September lending was still 10% higher than the £16.2bn recorded in September last year.
Lending for the whole of the third quarter was £55.5bn, an 8% increase from Q2 and 13% increase on the £49.2bn recorded in Q3 2013.
Bob Pannell, CML chief economist, said: “Uncertainty over when we will see the first increase in UK base rates is exacerbated by weaker growth prospects in several major economies, including the eurozone.
“Recent indicators and policy actions corroborate our view of a gentle easing in market conditions. There is growing evidence that mortgage lending activity, and the housing market, are sitting on a plateau.”
The CML commented that house price growth is slowing as London’s pronounced recovery runs out of steam.
But the council added that the markets outside London and the South East will continue to experience fairly modest recoveries.
Andy Knee, chief executive of LMS, said: “This further evidence of a cooling in the market should provide some much needed relief for first-time buyers who could experience reduced competition in purchasing a home and a slower ascension of house prices as a result.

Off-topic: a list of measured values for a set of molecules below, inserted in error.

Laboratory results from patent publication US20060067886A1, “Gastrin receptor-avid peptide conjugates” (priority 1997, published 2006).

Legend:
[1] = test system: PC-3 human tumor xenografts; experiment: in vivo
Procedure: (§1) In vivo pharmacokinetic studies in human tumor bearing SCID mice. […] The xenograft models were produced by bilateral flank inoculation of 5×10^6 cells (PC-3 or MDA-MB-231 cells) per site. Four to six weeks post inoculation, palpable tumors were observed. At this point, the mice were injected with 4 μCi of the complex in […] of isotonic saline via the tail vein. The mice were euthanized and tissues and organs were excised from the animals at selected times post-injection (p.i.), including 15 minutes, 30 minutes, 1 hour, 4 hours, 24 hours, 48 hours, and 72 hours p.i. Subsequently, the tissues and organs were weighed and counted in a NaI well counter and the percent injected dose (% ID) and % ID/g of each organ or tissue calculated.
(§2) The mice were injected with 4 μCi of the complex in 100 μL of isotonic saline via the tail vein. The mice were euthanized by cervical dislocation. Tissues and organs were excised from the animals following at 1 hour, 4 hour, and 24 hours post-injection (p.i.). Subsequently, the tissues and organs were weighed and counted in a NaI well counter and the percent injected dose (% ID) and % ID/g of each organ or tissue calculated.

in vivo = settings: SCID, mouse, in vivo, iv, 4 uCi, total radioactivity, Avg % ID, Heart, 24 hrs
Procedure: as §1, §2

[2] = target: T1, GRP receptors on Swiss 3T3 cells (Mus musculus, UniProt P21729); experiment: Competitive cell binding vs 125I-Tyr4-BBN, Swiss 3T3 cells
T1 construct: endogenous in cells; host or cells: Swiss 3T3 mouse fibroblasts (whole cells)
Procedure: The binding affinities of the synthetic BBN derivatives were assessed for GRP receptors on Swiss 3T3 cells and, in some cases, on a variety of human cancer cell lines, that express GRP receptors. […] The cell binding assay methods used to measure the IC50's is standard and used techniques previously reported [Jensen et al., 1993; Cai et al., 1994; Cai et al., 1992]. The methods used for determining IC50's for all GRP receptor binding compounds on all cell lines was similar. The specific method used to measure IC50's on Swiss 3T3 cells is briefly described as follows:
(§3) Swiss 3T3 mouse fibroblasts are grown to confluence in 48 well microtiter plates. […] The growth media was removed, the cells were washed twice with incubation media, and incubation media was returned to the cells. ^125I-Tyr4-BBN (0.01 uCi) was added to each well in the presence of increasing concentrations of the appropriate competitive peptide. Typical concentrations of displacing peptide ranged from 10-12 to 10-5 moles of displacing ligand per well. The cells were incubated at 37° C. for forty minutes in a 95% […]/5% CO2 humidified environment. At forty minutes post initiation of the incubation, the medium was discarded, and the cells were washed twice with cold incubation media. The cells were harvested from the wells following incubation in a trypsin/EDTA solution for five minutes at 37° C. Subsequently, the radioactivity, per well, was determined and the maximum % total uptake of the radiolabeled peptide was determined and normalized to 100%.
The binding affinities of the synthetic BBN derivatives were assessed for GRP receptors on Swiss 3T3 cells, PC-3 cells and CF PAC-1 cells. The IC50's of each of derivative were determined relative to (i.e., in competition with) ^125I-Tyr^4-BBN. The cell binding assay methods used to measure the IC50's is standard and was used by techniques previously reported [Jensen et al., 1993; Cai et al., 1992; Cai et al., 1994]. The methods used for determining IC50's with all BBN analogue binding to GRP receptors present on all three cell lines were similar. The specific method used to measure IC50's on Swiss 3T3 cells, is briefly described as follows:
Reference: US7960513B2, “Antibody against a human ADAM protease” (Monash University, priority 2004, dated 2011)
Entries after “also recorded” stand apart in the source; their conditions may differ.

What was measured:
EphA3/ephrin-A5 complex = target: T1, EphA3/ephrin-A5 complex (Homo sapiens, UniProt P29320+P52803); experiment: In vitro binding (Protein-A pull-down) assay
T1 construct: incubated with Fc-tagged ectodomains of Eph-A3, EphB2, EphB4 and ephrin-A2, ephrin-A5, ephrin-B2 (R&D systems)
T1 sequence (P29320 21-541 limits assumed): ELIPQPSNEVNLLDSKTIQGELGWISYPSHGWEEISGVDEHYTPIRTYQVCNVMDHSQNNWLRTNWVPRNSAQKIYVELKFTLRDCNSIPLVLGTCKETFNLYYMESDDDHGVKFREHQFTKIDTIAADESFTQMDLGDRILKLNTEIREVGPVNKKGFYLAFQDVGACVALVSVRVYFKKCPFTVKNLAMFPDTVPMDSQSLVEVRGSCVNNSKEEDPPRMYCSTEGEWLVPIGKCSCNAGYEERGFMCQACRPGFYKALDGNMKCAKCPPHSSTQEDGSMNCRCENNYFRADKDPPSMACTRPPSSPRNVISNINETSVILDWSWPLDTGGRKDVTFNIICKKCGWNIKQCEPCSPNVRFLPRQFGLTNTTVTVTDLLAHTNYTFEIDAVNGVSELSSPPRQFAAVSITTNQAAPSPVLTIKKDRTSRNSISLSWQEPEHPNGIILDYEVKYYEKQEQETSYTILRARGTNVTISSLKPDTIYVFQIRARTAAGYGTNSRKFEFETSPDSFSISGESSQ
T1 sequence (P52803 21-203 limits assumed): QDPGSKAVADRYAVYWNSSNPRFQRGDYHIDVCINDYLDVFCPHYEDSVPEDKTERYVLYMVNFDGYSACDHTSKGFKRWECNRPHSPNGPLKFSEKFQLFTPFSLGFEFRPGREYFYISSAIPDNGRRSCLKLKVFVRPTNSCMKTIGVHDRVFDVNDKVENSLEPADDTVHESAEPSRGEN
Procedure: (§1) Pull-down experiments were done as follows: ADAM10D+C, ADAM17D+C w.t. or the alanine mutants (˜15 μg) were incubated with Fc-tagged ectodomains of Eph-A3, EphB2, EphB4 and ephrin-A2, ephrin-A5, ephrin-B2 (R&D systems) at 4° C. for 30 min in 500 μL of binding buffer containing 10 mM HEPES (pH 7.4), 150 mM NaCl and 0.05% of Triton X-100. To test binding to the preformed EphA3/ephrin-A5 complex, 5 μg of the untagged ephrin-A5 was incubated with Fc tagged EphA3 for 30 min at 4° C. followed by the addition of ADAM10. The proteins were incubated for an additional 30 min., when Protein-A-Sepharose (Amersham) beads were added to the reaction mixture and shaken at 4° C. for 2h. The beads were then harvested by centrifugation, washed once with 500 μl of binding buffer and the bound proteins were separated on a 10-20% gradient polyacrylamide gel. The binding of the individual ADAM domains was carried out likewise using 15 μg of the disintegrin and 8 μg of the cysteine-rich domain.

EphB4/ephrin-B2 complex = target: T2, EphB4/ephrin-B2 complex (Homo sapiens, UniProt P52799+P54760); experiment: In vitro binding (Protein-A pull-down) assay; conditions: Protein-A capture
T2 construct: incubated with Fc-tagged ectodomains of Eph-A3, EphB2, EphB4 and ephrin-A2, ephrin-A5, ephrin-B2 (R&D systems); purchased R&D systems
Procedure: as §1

“Lender appetite also remains healthy, as long as hopeful buyers meet their lending criteria.
“However, buying a house remains no mean feat and for more people to stand a chance of entering the market place, schemes such as Help to Buy are critical in offering a helping hand to get more young people onto the property ladder.
“Assistance to aspirational first-time buyers has therefore improved their chances of buying a home but should not be curtailed too soon.”
Mark Harris, chief executive of mortgage broker SPF Private Clients, added: ‘Gross mortgage lending dipped in September compared with August indicating that buyers may have concerns about the prospect of an interest rate rise.
“There is also a sense that economic recovery in Europe is fragile at best, which does nothing for consumer confidence when it comes to committing to something as costly as a property purchase.”